In another aspect, a method is provided for adding security features to a printed barcode which includes a plurality of parallel bars of varying widths separated by spaces of varying widths. The method comprises printing a portion of the security features as a portion of the parallel bars in a color that is recognized by a scanner as being the same color as the parallel bars and printing a portion of the security features as a portion of the spaces between the parallel bars in a color that is recognized by a scanner as being the same color as the spaces between the parallel bars.
In still another aspect, a printed barcode is provided which comprises a plurality of parallel bars of varying width and a plurality of spaces of varying width, one space between each two of the parallel bars. At least one of the parallel bars comprises security features printed within, in a color that is different than a color of the parallel bars.
In another aspect, a computer program embodied on a computer readable medium for embedding security features within barcodes is provided. The computer program comprises a barcode generation source code segment configured to receive a string of alphanumeric data and generate printable data corresponding to a barcode of the alphanumeric data and a security feature generation source code segment configured to adapt the printable data to include security features for printing within the barcode.
Barcodes are a universally accepted identification for many products. While there are many different types of barcode designs, all barcodes have the commonality of encoding data using alternating dark bars and light spaces, both typically of varying width, that can be decoded utilizing a barcode scanning device. Barcodes may be oriented either vertically or horizontally. Barcodes can also be produced and/or printed in various colors.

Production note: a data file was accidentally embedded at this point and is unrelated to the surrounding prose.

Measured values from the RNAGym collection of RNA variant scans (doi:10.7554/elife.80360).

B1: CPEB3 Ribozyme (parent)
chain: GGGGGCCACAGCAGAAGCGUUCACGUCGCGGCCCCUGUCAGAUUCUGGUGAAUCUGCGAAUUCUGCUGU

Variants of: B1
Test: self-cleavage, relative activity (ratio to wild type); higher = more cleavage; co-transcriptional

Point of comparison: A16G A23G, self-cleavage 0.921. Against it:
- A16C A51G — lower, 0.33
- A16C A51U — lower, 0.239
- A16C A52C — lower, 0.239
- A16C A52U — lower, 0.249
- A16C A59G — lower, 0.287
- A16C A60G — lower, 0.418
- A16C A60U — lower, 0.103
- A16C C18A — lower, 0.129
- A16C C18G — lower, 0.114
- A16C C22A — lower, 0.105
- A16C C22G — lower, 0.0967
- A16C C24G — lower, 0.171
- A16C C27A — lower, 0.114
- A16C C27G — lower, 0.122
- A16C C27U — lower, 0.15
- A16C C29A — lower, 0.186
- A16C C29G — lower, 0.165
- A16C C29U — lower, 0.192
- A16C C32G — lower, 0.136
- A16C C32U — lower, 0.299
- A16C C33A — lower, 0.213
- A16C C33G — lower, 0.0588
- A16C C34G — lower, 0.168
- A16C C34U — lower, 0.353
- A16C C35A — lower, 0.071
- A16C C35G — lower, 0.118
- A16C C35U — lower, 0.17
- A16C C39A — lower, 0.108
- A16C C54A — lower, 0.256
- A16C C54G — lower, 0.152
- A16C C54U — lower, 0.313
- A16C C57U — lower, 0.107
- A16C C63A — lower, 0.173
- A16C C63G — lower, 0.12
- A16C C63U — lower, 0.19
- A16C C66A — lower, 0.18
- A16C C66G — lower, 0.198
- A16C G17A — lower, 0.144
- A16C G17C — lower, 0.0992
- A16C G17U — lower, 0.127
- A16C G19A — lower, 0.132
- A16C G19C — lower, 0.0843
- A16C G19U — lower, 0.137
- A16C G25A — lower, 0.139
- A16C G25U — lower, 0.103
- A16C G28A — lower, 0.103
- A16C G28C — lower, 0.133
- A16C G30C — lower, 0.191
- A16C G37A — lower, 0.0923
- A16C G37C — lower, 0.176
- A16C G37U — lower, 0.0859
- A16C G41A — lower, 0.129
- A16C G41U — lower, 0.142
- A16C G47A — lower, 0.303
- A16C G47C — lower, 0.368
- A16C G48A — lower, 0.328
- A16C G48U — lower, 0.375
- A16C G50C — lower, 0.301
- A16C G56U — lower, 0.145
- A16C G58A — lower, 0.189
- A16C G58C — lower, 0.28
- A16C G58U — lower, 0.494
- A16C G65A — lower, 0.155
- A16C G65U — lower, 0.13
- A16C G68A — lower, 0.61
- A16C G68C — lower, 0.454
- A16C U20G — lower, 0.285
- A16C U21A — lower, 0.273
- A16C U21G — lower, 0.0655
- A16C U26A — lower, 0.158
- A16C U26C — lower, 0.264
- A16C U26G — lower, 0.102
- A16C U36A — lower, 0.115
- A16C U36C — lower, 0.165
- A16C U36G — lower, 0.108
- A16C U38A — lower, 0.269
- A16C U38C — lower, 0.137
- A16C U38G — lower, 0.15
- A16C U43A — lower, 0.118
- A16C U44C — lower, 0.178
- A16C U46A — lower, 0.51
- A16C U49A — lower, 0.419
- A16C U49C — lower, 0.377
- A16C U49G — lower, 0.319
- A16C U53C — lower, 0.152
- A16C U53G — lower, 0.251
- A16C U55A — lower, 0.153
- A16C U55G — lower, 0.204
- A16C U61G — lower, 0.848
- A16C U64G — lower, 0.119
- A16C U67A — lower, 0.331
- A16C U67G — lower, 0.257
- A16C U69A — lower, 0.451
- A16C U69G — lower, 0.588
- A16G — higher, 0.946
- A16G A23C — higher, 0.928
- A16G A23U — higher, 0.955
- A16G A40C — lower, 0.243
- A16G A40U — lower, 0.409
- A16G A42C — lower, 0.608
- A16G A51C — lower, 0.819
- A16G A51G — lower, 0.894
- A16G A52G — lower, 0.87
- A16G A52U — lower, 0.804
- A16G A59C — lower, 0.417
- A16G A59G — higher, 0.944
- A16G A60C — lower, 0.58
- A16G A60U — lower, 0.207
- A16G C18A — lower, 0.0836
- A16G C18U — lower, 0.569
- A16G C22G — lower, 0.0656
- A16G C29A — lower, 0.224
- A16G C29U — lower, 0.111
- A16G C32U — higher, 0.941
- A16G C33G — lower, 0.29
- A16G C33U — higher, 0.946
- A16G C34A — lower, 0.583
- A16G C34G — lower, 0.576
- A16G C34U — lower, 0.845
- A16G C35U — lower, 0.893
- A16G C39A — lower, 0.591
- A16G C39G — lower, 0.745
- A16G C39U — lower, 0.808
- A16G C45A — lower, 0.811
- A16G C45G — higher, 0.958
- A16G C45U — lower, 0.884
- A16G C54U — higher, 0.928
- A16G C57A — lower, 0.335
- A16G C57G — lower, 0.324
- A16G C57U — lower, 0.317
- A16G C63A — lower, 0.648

Embodiments of barcodes which include embedded security features are described herein. These barcodes are utilized to ensure the products identified by such barcodes are not counterfeited products. In certain embodiments, sometimes referred to herein as covert security barcodes, the embedded security features are invisible to the naked eye and in certain embodiments are generated in dynamic patterns utilizing a computer program product. In other embodiments, sometimes referred to herein as overt security barcodes, the embedded security features are visible to the naked eye and additionally may be utilized to reduce the footprint area needed to print a barcode and the corresponding alphanumeric characters. The overt security barcodes are also generated utilizing a computer program product.
In known printing processes, barcodes like barcode 10 are produced using a font that prints a specific combination of bars and spaces associated with a character. For example, to print a Code 39 barcode, each character of the barcode is represented by 5 bars and 4 spaces. Such barcodes are printer independent and the printer decides what pixels to print based on algorithms associated with the particular printer. Such algorithms are thought to result in bar width variances and overlapping pixel boundaries as the algorithm generates the output that is sent to a specific printer.